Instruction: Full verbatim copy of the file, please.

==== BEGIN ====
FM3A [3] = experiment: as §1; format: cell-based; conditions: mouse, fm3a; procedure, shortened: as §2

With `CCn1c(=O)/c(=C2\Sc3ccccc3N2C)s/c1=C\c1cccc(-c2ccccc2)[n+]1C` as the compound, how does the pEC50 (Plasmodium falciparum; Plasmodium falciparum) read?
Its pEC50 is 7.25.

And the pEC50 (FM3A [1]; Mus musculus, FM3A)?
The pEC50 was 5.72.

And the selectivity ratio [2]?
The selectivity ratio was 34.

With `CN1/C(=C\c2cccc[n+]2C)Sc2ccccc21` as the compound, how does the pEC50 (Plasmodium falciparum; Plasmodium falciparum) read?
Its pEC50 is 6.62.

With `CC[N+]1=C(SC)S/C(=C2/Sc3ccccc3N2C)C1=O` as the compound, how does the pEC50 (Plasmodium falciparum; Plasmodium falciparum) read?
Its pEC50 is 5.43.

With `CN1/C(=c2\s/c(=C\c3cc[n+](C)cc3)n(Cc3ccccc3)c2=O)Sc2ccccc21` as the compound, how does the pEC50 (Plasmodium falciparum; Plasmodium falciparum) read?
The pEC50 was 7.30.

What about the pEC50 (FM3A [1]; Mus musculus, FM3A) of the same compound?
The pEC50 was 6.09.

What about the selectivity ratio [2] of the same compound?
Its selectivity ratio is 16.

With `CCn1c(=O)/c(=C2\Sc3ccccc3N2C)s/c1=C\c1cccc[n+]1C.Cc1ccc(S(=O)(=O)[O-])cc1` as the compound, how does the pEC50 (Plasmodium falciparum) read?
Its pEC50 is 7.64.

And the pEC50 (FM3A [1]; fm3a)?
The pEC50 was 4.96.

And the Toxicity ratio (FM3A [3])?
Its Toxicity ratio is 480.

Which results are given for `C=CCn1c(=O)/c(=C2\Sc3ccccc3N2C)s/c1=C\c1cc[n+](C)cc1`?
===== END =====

FM3A [3] = experiment: as §1; format: cell-based; conditions: mouse, fm3a; procedure, shortened: as §2

With `CCn1c(=O)/c(=C2\Sc3ccccc3N2C)s/c1=C\c1cccc(-c2ccccc2)[n+]1C` as the compound, how does the pEC50 (Plasmodium falciparum; Plasmodium falciparum) read?
Its pEC50 is 7.25.

And the pEC50 (FM3A [1]; Mus musculus, FM3A)?
The pEC50 was 5.72.

And the selectivity ratio [2]?
The selectivity ratio was 34.

With `CN1/C(=C\c2cccc[n+]2C)Sc2ccccc21` as the compound, how does the pEC50 (Plasmodium falciparum; Plasmodium falciparum) read?
Its pEC50 is 6.62.

With `CC[N+]1=C(SC)S/C(=C2/Sc3ccccc3N2C)C1=O` as the compound, how does the pEC50 (Plasmodium falciparum; Plasmodium falciparum) read?
Its pEC50 is 5.43.

With `CN1/C(=c2\s/c(=C\c3cc[n+](C)cc3)n(Cc3ccccc3)c2=O)Sc2ccccc21` as the compound, how does the pEC50 (Plasmodium falciparum; Plasmodium falciparum) read?
The pEC50 was 7.30.

What about the pEC50 (FM3A [1]; Mus musculus, FM3A) of the same compound?
The pEC50 was 6.09.

What about the selectivity ratio [2] of the same compound?
Its selectivity ratio is 16.

With `CCn1c(=O)/c(=C2\Sc3ccccc3N2C)s/c1=C\c1cccc[n+]1C.Cc1ccc(S(=O)(=O)[O-])cc1` as the compound, how does the pEC50 (Plasmodium falciparum) read?
Its pEC50 is 7.64.

And the pEC50 (FM3A [1]; fm3a)?
The pEC50 was 4.96.

And the Toxicity ratio (FM3A [3])?
Its Toxicity ratio is 480.

Which results are given for `C=CCn1c(=O)/c(=C2\Sc3ccccc3N2C)s/c1=C\c1cc[n+](C)cc1`?